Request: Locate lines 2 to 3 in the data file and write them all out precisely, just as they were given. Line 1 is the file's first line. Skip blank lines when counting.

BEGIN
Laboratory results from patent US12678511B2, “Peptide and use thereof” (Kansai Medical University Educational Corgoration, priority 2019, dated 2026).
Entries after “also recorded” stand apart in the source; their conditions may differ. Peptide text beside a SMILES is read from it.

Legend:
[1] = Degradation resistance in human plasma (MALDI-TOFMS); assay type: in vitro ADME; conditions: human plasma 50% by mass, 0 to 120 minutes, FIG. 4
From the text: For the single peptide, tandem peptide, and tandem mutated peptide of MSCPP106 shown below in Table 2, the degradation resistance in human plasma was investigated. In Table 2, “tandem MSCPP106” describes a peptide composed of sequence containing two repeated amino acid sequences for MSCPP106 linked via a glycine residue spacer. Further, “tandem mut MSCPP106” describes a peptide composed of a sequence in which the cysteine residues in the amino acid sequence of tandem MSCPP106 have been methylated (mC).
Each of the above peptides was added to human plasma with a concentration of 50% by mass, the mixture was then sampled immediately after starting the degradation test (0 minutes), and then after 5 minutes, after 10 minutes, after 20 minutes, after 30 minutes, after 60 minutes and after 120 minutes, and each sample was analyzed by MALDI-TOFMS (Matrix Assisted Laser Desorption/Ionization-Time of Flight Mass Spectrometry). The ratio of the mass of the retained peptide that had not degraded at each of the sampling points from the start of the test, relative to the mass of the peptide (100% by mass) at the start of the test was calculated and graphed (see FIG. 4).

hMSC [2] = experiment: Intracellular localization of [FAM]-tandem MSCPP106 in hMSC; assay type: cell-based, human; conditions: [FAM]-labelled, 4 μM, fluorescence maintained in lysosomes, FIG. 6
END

Entries after “also recorded” stand apart in the source; their conditions may differ. Peptide text beside a SMILES is read from it.

Legend: